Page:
Building Materials Price Growth Plummets in 2023-NAHB | Building Contractors Association of Southwestern Idaho | Boise, Nampa, Caldwell, Idaho | Treasure Valley
Connect with us:

Building Materials Price Growth Plummets in 2023-NAHB

According to the latest Producer Price Index (PPI) report, growth in the average price level of inputs to residential construction less energy (i.e., building materials) fell from 15% in 2022 to 1.3% in 2023 (not seasonally adjusted). On a monthly basis, building materials prices rose 0.1% in December after increasing 0.1% in November (revised). Monthly price increases averaged 0.2% in 2023, down from 1.5% in 2021 and 0.7% in 2022.

Here is a breakdown by building material:

Softwood Lumber: The PPI for softwood lumber (seasonally adjusted) declined 2.3% in December, the third consecutive decrease and the fourth over the past five months. The index has fallen 14.5% since reaching its 2023 high in July.

On an annual basis, prices declined 31.3% in 2023 after falling 3.2% in 2022. Although the 33.5% two-year decrease is massive in historical terms, prices remain 22.7% above the 2019 level as the index skyrocketed 84.6% between 2019 and 2021.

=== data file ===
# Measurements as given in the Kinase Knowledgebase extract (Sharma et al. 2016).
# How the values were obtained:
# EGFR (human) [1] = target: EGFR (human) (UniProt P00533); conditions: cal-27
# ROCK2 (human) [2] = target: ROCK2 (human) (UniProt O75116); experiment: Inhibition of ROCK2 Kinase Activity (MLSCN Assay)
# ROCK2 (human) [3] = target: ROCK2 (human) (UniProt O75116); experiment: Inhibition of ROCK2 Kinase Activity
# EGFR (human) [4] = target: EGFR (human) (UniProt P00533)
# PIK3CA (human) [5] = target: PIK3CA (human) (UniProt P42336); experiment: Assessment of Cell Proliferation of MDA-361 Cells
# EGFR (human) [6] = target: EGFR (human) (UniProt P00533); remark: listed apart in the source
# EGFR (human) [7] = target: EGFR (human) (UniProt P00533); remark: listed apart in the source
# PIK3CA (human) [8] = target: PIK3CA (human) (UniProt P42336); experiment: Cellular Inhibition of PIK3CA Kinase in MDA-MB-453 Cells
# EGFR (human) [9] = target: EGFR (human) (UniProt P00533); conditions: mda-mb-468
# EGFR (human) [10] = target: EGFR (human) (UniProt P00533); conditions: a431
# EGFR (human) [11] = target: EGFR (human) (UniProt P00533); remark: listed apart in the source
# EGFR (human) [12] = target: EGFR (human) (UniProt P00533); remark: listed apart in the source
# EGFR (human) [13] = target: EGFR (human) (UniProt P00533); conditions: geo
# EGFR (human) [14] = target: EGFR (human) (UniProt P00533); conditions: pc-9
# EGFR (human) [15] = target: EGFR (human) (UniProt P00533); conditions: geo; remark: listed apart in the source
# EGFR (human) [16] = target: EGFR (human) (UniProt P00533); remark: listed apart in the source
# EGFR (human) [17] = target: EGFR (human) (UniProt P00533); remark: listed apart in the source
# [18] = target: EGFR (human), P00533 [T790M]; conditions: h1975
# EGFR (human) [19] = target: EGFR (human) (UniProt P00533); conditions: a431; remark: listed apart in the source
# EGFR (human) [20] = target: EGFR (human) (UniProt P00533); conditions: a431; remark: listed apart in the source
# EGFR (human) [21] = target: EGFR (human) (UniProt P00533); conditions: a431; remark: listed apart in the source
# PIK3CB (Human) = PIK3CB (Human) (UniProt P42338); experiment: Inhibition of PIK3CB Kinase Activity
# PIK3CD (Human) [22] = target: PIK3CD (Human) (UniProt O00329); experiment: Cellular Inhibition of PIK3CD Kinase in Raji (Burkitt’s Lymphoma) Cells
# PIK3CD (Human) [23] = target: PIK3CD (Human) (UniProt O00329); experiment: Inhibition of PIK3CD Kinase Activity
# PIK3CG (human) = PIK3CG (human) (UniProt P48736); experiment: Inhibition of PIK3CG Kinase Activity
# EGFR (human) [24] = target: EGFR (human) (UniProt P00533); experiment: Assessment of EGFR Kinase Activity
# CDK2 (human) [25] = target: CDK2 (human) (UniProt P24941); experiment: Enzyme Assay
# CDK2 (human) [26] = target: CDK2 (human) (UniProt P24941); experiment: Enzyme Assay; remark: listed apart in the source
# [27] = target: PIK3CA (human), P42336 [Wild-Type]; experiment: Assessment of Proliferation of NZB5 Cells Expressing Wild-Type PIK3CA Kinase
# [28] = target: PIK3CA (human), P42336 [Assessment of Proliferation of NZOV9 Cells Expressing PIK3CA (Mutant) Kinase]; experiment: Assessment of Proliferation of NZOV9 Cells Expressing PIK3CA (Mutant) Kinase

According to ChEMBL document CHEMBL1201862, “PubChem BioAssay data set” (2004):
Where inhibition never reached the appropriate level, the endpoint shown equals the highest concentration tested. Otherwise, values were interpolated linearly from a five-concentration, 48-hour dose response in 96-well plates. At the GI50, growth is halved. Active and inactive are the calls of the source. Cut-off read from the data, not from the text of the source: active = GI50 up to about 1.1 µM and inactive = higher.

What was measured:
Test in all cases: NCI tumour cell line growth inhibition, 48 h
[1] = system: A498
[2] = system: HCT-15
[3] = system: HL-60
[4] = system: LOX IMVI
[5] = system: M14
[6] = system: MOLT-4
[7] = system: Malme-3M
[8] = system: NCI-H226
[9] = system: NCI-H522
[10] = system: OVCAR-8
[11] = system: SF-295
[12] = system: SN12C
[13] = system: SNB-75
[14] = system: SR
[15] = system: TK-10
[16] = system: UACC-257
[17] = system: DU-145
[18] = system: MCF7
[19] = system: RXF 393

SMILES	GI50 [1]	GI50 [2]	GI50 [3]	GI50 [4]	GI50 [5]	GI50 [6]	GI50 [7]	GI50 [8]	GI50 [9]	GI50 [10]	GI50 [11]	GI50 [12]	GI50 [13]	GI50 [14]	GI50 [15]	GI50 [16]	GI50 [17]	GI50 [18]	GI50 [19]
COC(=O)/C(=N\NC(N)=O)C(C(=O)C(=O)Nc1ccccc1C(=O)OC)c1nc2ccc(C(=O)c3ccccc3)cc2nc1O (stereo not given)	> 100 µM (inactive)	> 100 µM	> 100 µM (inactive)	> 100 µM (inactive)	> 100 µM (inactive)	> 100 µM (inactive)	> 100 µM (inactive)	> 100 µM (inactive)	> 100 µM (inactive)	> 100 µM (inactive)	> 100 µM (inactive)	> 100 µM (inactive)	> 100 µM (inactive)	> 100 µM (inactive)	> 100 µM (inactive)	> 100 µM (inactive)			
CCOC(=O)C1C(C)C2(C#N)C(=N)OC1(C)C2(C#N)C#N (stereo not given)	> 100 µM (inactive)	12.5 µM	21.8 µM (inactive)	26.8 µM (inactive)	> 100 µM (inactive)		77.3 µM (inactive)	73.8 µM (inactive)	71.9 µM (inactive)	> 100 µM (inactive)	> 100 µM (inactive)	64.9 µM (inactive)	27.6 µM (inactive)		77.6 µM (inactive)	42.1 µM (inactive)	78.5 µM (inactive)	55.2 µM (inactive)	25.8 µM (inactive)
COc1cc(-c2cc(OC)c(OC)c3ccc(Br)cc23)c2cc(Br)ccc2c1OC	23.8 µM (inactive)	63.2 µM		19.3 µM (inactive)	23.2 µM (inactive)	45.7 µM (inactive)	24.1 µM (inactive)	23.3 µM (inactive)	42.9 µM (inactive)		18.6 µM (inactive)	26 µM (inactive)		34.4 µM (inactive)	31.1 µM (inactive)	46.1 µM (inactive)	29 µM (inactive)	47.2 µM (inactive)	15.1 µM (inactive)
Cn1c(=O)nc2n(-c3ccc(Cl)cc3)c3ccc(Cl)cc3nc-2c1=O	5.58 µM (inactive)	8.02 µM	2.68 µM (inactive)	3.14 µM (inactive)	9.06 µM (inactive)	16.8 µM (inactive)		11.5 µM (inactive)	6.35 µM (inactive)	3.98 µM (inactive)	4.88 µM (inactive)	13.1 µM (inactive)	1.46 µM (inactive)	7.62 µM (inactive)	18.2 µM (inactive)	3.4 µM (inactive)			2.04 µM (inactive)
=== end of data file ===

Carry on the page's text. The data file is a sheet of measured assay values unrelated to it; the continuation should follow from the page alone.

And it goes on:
Gypsum Building Materials: The PPI for gypsum building materials declined 0.3% in December and have not increased since March 2023. The index decreased 2% over the past 12 months, after increasing 44.6% over the two years ending December 2022.

Ready-Mix Concrete (RMC): RMC prices decreased 0.2% in November (seasonally adjusted), just the fourth decline over the last 36 months, because of a 0.9% price decline in the South; prices in the Northeast, Midwest, and West regions were unchanged. The average price of RMC increased 11.2% in 2023 and 10.3% in 2022 (NSA), combining for the second-largest two-year increase since 2000.

Steel Mill Products: Steel mill products prices climbed 3.3% in December, the first increase since May. Steel mill products annual average prices declined 16.1% in 2023 after increasing 8.7% in 2022 and the historic 90.3% increase of 2021. Prices are 31.2% lower than their 2021 peak but remain 65.1% higher than they were in January 2020.

David Logan, NAHB director of tax and trade policy analysis, provides more details in this Eye on Housing post.

Source link